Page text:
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U.S. Consumers Are Averse to Checking Fees, Survey Finds

As Bank of America, J.P. Morgan Chase, Wells Fargo and others experiment with checking account fees, a BAI survey finds that 85% of bank customers expect free checking.

The Dodd-Frank bill has been referred to as the "death of free checking" -- in other words, as banks try to recover lost debit card interchange fee income (due to the Durbin Amendment to the Dodd-Frank bill) as well as lost credit card fee income due to the restrictions imposed by the CARD Act, they're going to be forced to charge fees for checking accounts that were formerly "free," but really paid for by charges such as overdraft fees. But as financial institutions such as Bank of America experiment with checking account fees, a survey conducted by BAI suggests these such fees will not go over well with customers.

According to the Wall Street Journal, Bank of America will soon begin testing fees of roughly $6 a month on its most basic accounts. Customers will have no options to waive that monthly fee, the article states. The New Jersey Star-Ledger reports that J.P. Morgan Chase and Wells Fargo will begin phasing out free checking in New Jersey next month, but allow customers to avoid monthly maintenance fees if they meet minimum balance requirements for the account or set up direct deposit.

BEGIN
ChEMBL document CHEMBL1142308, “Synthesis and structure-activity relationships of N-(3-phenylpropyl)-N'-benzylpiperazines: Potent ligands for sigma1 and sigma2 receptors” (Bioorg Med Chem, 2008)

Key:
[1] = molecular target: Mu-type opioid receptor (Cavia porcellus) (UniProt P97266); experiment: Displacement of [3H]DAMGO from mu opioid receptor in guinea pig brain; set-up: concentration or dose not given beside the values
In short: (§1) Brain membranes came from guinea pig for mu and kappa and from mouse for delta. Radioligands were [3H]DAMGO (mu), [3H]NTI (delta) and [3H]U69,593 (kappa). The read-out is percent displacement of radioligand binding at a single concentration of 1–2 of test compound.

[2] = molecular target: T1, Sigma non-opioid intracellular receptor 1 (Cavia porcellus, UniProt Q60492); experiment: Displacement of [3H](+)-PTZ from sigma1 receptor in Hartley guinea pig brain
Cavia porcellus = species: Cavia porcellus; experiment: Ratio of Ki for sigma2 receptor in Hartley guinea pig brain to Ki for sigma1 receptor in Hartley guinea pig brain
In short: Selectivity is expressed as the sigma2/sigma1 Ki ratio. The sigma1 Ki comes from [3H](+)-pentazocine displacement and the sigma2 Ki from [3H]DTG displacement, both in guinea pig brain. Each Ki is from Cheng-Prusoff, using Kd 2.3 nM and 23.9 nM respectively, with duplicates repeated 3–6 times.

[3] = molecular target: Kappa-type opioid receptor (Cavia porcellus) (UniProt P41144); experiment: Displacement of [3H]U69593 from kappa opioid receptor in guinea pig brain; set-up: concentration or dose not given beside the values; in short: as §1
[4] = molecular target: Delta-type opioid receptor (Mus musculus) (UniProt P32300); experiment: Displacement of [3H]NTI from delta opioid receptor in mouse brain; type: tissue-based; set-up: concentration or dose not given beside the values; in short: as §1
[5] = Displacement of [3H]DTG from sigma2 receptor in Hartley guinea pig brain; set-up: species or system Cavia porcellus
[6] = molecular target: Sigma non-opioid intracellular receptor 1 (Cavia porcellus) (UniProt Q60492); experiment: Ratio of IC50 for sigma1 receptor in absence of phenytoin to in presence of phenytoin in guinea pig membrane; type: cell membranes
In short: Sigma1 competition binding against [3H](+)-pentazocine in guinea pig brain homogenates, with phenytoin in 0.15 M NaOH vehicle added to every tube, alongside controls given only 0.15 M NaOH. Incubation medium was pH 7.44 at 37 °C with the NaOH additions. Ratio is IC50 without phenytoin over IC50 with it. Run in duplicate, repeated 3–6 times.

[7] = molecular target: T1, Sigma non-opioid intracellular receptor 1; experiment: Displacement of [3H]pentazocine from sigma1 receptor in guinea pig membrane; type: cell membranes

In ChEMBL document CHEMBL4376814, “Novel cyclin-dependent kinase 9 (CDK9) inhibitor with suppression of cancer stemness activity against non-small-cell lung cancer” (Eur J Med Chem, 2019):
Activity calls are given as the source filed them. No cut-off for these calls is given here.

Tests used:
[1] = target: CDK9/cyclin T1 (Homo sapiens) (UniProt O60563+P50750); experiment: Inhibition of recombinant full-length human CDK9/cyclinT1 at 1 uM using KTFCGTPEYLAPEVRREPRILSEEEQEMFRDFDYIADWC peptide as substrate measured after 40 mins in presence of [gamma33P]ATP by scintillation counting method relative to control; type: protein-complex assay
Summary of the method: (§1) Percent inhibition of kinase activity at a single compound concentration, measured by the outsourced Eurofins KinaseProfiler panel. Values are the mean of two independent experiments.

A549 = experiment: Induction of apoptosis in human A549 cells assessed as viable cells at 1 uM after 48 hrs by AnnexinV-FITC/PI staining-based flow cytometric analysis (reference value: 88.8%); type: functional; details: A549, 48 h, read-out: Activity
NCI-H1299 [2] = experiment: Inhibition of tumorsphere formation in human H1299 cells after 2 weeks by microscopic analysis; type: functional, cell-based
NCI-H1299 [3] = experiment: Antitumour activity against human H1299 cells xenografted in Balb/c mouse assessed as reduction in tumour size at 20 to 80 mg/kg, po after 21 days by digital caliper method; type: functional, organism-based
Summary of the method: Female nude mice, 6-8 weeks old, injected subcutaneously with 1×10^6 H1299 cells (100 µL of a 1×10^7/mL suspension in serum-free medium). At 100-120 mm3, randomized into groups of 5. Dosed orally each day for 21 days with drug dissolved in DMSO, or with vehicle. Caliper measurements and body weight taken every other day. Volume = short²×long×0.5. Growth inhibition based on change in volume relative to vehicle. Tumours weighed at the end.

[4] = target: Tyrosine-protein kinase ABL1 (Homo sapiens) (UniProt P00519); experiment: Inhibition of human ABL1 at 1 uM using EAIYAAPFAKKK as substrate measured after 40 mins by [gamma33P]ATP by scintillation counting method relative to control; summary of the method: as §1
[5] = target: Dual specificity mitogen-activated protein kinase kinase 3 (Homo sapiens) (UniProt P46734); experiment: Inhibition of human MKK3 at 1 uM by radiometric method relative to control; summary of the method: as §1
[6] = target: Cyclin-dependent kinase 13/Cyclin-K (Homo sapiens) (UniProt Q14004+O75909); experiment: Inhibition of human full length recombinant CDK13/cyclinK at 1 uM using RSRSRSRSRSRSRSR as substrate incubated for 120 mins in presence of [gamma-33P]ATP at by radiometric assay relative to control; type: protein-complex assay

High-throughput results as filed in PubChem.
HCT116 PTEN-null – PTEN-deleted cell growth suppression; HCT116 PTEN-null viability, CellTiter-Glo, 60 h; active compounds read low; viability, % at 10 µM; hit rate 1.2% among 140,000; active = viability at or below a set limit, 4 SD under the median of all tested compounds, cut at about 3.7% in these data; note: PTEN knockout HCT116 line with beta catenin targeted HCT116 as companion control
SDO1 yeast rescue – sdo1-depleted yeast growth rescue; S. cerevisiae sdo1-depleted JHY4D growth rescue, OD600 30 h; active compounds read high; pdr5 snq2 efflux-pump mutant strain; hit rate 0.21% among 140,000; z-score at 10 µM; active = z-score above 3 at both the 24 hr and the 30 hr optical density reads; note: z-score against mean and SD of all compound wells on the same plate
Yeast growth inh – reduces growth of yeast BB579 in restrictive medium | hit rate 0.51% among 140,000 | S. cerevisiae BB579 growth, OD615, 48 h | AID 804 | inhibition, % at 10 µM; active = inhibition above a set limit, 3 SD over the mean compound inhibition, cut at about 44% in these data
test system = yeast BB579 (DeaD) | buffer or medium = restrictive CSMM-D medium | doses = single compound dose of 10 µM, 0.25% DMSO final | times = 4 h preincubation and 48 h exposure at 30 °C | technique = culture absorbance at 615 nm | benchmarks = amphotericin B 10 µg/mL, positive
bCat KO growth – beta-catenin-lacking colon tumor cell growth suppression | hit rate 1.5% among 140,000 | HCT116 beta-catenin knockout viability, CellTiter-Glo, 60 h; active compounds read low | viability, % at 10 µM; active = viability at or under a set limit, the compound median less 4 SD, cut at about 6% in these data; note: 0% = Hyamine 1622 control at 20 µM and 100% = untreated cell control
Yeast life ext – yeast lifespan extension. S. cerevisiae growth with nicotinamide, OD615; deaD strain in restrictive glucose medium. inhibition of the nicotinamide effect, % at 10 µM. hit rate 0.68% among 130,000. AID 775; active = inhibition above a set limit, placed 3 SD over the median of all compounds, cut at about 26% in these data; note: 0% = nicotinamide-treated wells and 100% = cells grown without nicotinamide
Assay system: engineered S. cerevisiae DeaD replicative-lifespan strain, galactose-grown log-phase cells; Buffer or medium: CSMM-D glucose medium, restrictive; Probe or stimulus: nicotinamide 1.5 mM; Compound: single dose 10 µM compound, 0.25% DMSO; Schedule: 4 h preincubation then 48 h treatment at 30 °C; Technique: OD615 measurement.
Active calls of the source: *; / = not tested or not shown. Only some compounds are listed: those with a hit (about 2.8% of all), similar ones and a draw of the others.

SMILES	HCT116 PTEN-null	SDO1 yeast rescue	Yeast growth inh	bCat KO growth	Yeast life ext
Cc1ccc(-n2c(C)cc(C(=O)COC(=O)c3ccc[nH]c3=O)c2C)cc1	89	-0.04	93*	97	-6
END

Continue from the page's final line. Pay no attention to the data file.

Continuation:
But the BAI & Finacle Index of Bank Sentiment, a survey of 2,500 bank customers that was released today, found that 85% of consumers surveyed do not expect to pay fees for a checking account. This was a rise of one percent over the February 2010 index. And while 44% of respondents state that fees charged by banks are reasonable, 42% remain neutral about the fairness of fees. That sentiment remains virtually unchanged since August 2009. And overall bank customers seem to be becoming more aware of bank fees: 52% of consumers say they are very knowledgeable about fees charged by their bank, a rise of five percent over the February 2010 index.

Other findings of the survey reflect interesting trends among bank customers:

--They're not saving enough. Only 45 percent of respondents say they are saving money for the future, which is down 6 percent from the February 2010 index.

--They have mixed feelings about their bank. The index shows nearly two thirds of consumers, 64%, agree their primary bank has a good image and reputation. Sixty-two percent say they trust their primary bank; however, 40 percent of respondents said they don't feel their bank looks out for their interests, which is an area that banks continue to focus on improving.

--They still don't trust the financial industry as a whole. About 37% of respondents indicate they see banks as trustworthy, this is up from 33% percent six months ago but remains a low number.

--They appreciate innovation. Among respondents who agree their primary bank is innovative, 92% say their bank offered high-quality online or Web-based banking and payment services. Only 55% of respondents feel this way if they indicated their bank is not innovative. And 93% of respondents who say their bank is innovative also say it is a bank they trust. Only 41% of respondents say they trust their bank if they see the bank as not being innovative.

--They're trying to reduce their debt. 55% of respondents to the most-recent index say they intend to pay off some or all of their credit cards. But this is not really new: 56% and 50%, respectively, felt this way in the two prior surveys.

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